The Cost Of Corruption
Nearly a decade ago, Liu Zhijun became China’s railway minister with dreams of leapfrogging ahead of the world by building a vast, glittering network of high-speed trains. The project became his trophy, earning him the moniker “Great Leap Liu.” Yet last February, Liu was sacked for alleged graft, reportedly pocketing $120 million in bribes. And five months later, when a bullet train crashed near Wenzhou in eastern China, killing 40 people and injuring at least 190, Liu became a lightning rod for anger over the country’s rail system, its inadequate safety testing, and the excessive speed of the trains. Since then, the trains have been ordered to slow down, but rail investment has declined and “Great Leap Liu” has become a symbol of the public’s plummeting trust in government.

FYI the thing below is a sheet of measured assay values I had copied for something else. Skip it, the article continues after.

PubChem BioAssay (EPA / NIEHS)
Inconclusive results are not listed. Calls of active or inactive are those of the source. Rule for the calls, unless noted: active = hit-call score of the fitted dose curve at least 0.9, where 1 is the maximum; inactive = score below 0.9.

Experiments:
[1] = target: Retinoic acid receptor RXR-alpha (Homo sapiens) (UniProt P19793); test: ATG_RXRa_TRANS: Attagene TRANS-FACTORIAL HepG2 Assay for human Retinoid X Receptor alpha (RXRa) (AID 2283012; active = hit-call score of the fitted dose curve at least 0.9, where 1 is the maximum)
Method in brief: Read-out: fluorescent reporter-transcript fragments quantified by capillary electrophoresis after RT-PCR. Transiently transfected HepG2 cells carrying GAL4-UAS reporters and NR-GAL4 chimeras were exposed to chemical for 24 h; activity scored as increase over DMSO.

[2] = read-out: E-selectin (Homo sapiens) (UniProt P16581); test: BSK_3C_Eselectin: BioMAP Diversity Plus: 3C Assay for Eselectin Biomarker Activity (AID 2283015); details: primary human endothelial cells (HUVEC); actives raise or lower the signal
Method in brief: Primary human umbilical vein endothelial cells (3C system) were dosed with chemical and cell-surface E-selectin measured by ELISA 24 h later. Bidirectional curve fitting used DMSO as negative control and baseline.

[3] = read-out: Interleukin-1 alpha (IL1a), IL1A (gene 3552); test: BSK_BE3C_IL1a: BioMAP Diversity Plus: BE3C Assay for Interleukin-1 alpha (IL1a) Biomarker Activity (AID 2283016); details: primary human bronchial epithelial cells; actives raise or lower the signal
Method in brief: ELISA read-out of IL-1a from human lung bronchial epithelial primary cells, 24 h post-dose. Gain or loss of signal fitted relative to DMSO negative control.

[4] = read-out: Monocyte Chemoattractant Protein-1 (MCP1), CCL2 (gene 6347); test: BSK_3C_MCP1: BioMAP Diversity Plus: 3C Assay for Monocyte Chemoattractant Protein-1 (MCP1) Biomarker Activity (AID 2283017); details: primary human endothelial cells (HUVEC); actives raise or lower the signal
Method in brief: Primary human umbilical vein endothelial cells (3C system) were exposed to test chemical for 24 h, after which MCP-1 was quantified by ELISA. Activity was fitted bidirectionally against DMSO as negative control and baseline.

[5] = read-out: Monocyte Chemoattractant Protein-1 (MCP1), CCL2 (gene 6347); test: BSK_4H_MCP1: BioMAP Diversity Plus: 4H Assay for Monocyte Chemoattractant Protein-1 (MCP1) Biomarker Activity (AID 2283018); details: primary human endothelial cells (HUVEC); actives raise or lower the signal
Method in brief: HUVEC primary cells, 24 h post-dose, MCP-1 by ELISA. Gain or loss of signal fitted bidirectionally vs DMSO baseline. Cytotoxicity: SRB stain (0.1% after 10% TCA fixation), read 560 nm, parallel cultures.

Liu’s saga is just one of many examples of how corruption has steadily proliferated in post-Mao China. But what is its true cost? Five years ago a study by the U.S.-based Carnegie Endowment for International Peace estimated that corruption knocked some 3 percent off China’s gross domestic product. That means the direct cost of corruption in 2003 was $86 billion; applied to today’s GDP, it’s a whopping $200 billion. At various times, the Chinese government has put forth its own estimates, though never very consistently. Last year, a report by the People’s Bank of China estimated that since the mid-1990s, some 16,000 officials had spirited away roughly $125 billion. The report was initially posted online, but quickly taken down. The government’s most recent estimate came last month, as China’s National Audit Office (NAO) said Chinese officials had embezzled nearly $471 million earmarked for government-subsidized housing. Several years ago, the NAO reported that an estimated $35 billion worth of government funds had been misused or embezzled in 2005 alone. But the agency hasn’t announced any updates to that figure. “It’s too sensitive,” says Zhu Lijia, a professor of public policy at Beijing’s Chinese Academy of Governance. Government malfeasance dates back through Chinese history (or the history of any nation for that matter). But Zhu and other analysts say that crooked practices have become so embedded within today’s bureaucracy that bribery opportunities, which often come with senior-level jobs, are considered powerful recruiting tools. “In the past we had one emperor at a time,” says Zhu. “Now we have tens of thousands of emperors, everywhere.”